California ISO signs western EIM implementation agreement with PNM

The California ISO on Dec. 20 said that it and Public Service Company of New Mexico (PNM) have signed a western Energy Imbalance Market (EIM) implementation agreement that will be filed at FERC in January 2019 regarding PNM’s plans to join the EIM in April 2021.

“We welcome PNM’s participation in the Western EIM,” ISO President and CEO Steve Berberich said in the statement. “For current EIM participants, the real-time market has generated a half billion dollars in benefits since its launch almost four years ago; PNM’s participation will only add to the market’s efficiency and diversity.”

PNM manages about 2,580 MW of generation, including 800 MW of low- or zero-carbon resources including wind, solar, geothermal, and nuclear, the ISO said.

PNM, in a separate Dec. 20 statement, said that the New Mexico Public Regulation Commission on Dec. 19 unanimously approved an order that governs the accounting treatment for costs related to joining the EIM. PNM said that it expects to seek recovery for those costs in future general rate cases, as the benefits from participation will reduce costs for customers under the existing fuel and purchase power clause.

Through coordination with other EIM members, PNM will be able to facilitate greater utilization of renewable resources in New Mexico, the company said, noting that when renewable energy production on its system exceeds the amounts needed by its customers, PNM will be able to sell that excess energy to other EIM members and reduce customer costs by the amount of those sales.

PNM also noted that the commission on Nov. 29 granted unanimous approval of the company’s Renewable Energy Act Plan, incorporating previously approved wind, solar, and geothermal energy additions into customer rates. Those renewable additions, which include 50 MW of solar facilities built this year, contribute to the 874 MW of existing and approved solar, wind, and geothermal resources that PNM has planned to serve customers in 2021, PNM said.

The ISO, in its statement, noted that the western EIM uses technology to automatically find and deliver the lowest cost energy to more than 42 million consumers in eight western states, and extending to the border with Canada.

As of September, the western EIM has produced more than $500m in total gross cost benefits to participants since the ISO launched it in November 2014, the ISO noted.

Current EIM participants include PacifiCorp, NV Energy, Arizona Public Service, Puget Sound Energy, Portland General Electric, Idaho Power, and Powerex. The ISO added that other entities scheduled to begin participation include the Balancing Authority of Northern California/Sacramento Municipal Utility District (2019); Seattle City Light (2020); Los Angeles Department of Water and Power (2020); Salt River Project (2020); and Northwestern Energy (2021).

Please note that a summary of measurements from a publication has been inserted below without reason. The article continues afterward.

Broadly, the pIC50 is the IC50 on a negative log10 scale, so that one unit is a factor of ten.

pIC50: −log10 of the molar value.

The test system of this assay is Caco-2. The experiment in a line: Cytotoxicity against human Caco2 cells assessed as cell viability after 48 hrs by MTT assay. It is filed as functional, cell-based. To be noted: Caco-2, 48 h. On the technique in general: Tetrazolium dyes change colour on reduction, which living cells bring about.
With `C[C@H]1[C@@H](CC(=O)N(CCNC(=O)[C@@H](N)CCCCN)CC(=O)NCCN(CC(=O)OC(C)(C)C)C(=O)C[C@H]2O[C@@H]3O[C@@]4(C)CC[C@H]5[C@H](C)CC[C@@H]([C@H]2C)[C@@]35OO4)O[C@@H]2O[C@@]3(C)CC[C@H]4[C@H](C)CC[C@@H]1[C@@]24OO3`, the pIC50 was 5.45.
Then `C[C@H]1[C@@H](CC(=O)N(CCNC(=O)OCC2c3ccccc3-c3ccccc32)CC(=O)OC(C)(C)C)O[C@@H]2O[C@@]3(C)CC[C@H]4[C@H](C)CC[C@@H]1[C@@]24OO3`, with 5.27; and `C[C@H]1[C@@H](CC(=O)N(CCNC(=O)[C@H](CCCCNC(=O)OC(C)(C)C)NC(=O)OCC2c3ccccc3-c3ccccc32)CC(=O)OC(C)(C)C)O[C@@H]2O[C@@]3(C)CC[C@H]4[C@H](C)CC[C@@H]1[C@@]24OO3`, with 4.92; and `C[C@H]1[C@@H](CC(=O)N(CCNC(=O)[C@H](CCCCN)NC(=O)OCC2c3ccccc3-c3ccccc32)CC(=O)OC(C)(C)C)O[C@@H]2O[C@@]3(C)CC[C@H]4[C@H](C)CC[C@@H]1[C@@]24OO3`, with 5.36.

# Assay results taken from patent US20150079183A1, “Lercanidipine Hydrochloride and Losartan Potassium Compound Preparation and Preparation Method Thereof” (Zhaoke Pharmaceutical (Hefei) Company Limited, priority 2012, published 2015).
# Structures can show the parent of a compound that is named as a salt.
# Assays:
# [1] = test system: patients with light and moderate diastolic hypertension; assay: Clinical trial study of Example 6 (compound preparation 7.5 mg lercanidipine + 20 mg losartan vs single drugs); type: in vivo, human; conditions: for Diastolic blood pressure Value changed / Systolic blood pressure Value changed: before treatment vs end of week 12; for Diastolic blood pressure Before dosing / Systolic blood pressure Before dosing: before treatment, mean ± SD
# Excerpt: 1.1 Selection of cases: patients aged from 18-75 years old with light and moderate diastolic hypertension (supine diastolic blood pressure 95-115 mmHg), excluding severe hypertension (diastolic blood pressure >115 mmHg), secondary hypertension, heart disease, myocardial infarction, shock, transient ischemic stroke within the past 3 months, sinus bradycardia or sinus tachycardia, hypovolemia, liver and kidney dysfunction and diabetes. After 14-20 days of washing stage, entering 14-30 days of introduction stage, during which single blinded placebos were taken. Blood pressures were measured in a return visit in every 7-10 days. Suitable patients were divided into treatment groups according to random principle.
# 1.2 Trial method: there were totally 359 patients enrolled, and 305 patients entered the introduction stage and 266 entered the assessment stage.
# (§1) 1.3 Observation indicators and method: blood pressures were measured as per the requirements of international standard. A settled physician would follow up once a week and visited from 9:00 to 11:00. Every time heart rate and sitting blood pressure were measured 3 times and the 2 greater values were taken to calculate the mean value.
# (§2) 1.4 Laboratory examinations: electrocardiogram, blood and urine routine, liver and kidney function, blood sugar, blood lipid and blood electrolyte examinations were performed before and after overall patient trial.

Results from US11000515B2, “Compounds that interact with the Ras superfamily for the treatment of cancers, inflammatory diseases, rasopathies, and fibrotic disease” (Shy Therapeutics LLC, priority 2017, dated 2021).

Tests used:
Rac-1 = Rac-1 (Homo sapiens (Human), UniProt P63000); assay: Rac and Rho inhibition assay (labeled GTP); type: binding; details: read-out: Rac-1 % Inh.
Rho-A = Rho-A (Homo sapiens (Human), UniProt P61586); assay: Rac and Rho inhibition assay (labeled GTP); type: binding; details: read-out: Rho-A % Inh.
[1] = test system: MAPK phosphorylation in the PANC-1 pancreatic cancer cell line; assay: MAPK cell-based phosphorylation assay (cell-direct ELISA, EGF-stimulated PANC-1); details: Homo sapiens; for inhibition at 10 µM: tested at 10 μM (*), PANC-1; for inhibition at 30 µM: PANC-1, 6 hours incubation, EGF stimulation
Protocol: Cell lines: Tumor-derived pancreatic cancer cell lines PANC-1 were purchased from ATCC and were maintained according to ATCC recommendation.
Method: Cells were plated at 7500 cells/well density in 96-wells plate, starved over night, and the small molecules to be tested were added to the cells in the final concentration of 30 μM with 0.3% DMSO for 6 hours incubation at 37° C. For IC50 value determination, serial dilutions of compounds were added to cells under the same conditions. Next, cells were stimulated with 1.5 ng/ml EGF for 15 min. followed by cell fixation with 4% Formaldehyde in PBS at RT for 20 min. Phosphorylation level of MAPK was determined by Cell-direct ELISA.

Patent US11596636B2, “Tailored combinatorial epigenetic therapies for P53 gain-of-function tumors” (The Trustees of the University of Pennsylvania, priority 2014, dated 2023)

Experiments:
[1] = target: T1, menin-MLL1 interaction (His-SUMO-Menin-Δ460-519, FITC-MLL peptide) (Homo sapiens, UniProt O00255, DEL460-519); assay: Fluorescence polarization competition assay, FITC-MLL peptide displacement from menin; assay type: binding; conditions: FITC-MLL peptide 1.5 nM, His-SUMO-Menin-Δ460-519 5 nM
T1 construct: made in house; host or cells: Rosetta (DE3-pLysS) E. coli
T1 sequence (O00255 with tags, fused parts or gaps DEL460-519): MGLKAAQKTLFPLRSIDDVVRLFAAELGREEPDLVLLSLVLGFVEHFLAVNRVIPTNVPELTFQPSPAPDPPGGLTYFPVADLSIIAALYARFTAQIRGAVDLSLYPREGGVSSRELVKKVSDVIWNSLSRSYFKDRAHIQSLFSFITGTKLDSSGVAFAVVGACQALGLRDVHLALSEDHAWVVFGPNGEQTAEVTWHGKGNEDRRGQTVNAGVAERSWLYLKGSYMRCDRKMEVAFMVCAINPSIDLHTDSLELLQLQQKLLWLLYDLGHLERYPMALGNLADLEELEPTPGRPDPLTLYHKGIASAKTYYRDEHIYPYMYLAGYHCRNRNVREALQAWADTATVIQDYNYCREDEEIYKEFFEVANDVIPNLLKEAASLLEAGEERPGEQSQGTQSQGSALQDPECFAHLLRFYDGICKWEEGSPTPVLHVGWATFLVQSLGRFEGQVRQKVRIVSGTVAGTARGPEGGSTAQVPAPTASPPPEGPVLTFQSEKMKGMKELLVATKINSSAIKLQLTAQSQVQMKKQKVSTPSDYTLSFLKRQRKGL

According to the Oct. 29 “Western EIM Benefits Report” for 3Q18, the 3Q18 gross benefits by participant totaled about $100.6m – that is:

  • ISO – about $21m
  • Arizona Public Service – about $20.8m
  • PacifiCorp – about $17.8m
  • Idaho Power – about $13.3m
  • NV Energy – about $11.1m
  • Portland General Electric – about $9.5m
  • Puget Sound Energy – about $4.4m
  • Powerex – about $2.7m

The report noted that the benefits in 3Q18 were higher than usual due to more economical transfers in periods of high loads and higher electric prices following higher fuel prices. That was mainly observed in July and August, the report said, adding that the estimated benefits dropped in September to typical ranges tracking lower load levels and fuel prices.

A significant contributor to EIM benefits is transfers across balancing areas, providing access to lower cost supply, while factoring in the cost of compliance with greenhouse gas emissions regulations when energy is transferred into the ISO, the report said. As such, the transfer volumes are a good indicator of a portion of the benefits attributed to the EIM, the report noted, adding that transfers can take place in the fifteen-minute market and real-time dispatch (RTD).

Generally, transfer limits are based on transmission and interchange rights that participating balancing authority areas make available to the EIM, with the exception of the PacifiCorp West-ISO transfer limit and the Portland General Electric-ISO transfer limit in RTD, the report said.

The EIM benefit calculation includes the economic benefits that can be attributed to avoided renewable curtailment within the ISO footprint, the report said, adding that under the assumption that avoided renewable curtailments displace production from other resources at a default emission rate of 0.428 metric tons CO2/MWh, avoided curtailments displaced an estimated 8,146 metric tons of CO2 for 3Q18.

Among other things, the report said that growing participation in the western EIM demonstrates that utilities can realize cost benefits and reduced carbon emissions with increased coordination and optimization in the west.

About Corina Rivera-Linares 3058 Articles
Corina Rivera-Linares, chief editor for TransmissionHub, has covered the U.S. power industry for the past 15 years. Before joining TransmissionHub, Corina covered renewable energy and environmental issues, as well as transmission, generation, regulation, legislation and ISO/RTO matters at SNL Financial. She has also covered such topics as health, politics, and education for weekly newspapers and national magazines. She can be reached at clinares@endeavorb2b.com.